Dr. Garvey passed away yesterday morning. It was news that we'd all unfortunately been expecting, but that fact didn't mitigate the fact that it was a sad loss that came too soon. The Au-Walrath household loved Dr. Garvey, and we will miss her.
At graduation this past May, she looked incredible. A tad thinner, maybe, and a little pale, but still such a force of Garvey-ness. Her hair was perfect, and her suit so chic. She looked strong, and her voice was firm. As we filed in to take our seats, I gave her a little wave and a grin from the first row. From the stage, she nodded and smiled back.
The preceding Spring, I had run frantically into her office, in the middle of a career crisis, desperately needing guidance. Residency applications were looming, and I still couldn't figure out what field I wanted to go into. Pediatrics? Or Medicine? Or Pediatrics? Or Medicine? I was running circles inside my own head and giving myself vertigo. This was clearly no good. So one afternoon I e-mailed Dr. Garvey and asked if I could come to her office for advice. Well, what I asked for was advice. But what I really wanted for her to do was sit me down and, in that no-nonsense way of hers, just tell me what to do. At that point, I felt like whatever she told me to do, I would do it, because Christ, she was Dr. Garvey, she knew everything, didn't she?
But she didn't tell me what to do. She just listened. And asked me questions. And then she listened some more. Then, finally, she did give me some advice, and this advice was so good that ever since then, I've been giving it out myself to every third and fourth year medical student with similar indecision trauma. Except before I give the advice, I always say, "Well, Dr. Garvey once told me..." You know. Just so you don't think I'm not citing my sources.
The advice, to paraphrase, was this: "In the end, you're going to decide what field of medicine to go into based on the types of patients you want to treat. Do you like treating children? Or do you like treating adults? It's about the patients you most enjoy. So try a little bit of both. Do a Medicine elective, and do a Pediatrics elective. And, if while working in one dicipline, you find that you keep thinking about the other dicipline, How would we approach this problem differently in Pediatrics? How would the differential be different in Pediatrics? then you know that's where your true interest lies, and you know that's what you should do.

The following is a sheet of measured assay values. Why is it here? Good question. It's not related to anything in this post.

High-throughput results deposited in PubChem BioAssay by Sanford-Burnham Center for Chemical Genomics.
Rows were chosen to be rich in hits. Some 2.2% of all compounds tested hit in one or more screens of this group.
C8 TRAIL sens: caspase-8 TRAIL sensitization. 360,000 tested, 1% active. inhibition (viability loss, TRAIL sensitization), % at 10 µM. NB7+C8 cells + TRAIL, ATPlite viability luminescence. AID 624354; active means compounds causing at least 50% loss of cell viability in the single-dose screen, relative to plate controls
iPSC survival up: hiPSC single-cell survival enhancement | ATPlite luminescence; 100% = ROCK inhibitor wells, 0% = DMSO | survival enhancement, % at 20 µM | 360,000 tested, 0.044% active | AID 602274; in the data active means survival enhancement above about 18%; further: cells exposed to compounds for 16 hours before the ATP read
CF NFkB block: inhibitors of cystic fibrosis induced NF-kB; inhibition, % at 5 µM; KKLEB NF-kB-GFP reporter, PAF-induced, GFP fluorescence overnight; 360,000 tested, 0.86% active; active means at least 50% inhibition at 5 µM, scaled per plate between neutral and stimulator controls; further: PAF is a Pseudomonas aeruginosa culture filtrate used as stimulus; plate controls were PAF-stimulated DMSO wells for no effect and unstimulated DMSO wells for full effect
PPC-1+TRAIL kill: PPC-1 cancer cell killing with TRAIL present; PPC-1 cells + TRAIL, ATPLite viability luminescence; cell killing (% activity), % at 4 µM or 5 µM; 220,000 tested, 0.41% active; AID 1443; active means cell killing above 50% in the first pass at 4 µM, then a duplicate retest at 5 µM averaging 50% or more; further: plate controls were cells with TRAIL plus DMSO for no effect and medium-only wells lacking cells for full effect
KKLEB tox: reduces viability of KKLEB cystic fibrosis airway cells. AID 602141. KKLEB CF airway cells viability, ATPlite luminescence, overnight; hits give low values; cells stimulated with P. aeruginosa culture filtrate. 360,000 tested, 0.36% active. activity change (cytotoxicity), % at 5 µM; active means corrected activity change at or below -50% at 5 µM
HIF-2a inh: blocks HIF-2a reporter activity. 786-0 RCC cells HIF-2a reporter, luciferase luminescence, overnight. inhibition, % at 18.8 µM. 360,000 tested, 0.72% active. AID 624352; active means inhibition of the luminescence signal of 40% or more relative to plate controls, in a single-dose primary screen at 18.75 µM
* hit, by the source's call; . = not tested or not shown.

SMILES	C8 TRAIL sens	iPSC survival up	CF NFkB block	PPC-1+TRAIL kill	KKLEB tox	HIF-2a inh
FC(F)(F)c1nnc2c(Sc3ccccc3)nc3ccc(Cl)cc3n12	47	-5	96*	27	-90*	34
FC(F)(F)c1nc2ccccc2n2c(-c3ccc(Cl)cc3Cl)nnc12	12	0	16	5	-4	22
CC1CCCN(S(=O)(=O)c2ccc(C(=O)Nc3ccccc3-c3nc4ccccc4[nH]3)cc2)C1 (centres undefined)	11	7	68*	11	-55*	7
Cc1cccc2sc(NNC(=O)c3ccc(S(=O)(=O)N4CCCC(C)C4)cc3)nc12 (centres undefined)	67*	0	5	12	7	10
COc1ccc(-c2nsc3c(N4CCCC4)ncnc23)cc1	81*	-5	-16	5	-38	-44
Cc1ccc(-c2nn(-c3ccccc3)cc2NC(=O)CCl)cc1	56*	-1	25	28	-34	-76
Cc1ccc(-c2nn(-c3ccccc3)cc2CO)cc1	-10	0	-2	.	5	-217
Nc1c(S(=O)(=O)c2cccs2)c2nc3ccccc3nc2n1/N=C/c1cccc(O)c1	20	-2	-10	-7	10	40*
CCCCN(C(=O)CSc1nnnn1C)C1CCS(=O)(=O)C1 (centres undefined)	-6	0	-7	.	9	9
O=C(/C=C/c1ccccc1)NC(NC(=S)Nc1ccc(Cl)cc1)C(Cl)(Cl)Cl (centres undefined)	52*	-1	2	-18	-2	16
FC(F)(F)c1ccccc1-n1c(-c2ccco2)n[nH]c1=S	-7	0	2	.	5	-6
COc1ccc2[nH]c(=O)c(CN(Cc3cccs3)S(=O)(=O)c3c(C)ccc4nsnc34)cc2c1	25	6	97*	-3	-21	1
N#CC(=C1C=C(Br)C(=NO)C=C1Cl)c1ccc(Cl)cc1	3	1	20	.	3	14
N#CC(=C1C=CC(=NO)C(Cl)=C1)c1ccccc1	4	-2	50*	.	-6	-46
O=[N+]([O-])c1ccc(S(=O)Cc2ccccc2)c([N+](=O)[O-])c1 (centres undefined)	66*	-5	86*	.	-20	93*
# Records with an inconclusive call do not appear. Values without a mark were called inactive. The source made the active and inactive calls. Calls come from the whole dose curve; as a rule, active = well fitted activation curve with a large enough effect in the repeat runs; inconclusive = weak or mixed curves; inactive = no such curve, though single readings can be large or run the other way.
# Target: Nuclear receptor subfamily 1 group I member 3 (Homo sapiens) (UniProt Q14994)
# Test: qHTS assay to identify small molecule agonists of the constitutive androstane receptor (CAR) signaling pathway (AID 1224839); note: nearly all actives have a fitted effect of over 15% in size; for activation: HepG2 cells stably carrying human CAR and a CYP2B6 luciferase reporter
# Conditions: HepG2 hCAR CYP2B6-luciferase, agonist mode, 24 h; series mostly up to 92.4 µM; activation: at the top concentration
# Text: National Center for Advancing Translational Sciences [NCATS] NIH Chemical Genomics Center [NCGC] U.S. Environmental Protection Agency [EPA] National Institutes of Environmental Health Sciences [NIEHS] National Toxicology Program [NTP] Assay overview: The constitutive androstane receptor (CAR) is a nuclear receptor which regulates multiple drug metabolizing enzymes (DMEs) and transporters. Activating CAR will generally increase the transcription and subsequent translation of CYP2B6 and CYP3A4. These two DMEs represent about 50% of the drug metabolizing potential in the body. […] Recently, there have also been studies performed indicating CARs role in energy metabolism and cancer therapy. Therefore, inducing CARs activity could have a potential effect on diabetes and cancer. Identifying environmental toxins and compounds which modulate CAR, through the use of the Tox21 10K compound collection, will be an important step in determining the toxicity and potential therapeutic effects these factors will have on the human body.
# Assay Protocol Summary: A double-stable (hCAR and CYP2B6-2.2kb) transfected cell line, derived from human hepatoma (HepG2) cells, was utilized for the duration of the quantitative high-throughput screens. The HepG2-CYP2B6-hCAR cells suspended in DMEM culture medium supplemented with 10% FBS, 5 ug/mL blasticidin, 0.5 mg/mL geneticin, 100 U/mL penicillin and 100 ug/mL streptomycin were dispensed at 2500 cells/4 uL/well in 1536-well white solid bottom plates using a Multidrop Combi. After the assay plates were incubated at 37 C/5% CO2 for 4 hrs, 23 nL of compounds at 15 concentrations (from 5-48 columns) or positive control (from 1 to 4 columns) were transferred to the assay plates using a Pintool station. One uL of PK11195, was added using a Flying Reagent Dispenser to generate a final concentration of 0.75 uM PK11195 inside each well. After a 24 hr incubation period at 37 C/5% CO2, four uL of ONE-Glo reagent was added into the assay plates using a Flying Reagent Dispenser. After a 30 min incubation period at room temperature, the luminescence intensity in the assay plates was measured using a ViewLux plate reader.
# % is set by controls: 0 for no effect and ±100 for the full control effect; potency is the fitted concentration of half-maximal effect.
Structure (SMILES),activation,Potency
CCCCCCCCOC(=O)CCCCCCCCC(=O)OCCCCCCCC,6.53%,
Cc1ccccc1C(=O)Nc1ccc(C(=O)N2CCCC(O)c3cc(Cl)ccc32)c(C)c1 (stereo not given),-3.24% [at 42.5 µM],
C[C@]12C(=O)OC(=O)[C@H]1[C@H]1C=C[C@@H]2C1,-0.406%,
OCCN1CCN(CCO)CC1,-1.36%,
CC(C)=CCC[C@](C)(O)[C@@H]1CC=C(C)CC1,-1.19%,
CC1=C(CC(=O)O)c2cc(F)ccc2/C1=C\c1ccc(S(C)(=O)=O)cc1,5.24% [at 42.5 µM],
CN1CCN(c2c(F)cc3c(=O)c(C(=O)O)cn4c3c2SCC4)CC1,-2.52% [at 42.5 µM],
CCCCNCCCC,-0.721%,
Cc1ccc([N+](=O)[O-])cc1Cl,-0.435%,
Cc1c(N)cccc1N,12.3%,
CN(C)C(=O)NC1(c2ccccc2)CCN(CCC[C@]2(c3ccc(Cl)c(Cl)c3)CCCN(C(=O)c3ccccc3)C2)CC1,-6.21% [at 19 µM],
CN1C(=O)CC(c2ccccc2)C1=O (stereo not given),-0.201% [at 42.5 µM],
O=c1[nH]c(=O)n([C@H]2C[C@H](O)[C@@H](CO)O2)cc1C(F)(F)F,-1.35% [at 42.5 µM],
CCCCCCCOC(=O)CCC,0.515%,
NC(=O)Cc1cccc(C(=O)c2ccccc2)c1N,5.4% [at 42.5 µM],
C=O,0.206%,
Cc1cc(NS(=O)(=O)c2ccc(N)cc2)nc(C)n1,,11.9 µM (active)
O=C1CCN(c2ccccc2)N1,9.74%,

Just when I was about to have another mini breakdown, like, what the HELL kind of cryptic answer is THAT, just TELL me what what I should DO so I can just go and DO it, she looked at me and, with a small smile, added, "I would be be thrilled for you to do Medicine, but I have a feeling you're going to end up choosing Pediatrics." (Which, when I thought about it too much, made me paranoid that maybe she thought I wasn't smart enough to be doing Medicine, because otherwise, why wouldn't she be putting the heat on for me to boogie with adults like her? But I think that just speaks more to what a weirdly psychotic head state I was in at the time.)
Anyway, what she told me would happen was exactly right. I did a Pediatrics Sub-Internship. Then I did an Adult Infectious Disease elective. Or at least I started out doing an Adult ID elective. Halfway through the month, I realized I was doing exactly what Dr. Garvey said I might do. I started missing the Pediatric patients. I wondered how things would be different on the other side. I wanted to go back. So after two weeks, I switched. I may be the only person my year to have done a half-and-half Adult and Peds Infectious Disease month.
Dr. Garvey happened to be the course director for the Adult ID elective, and she, of course, approved my drop.
She cared for her patients and she cared for her students. She was brilliant and curious and dynamic and funny. She was amazing to talk to, and even more amazing to listen to. She was, and is, one of my all-time role models. And she will be missed.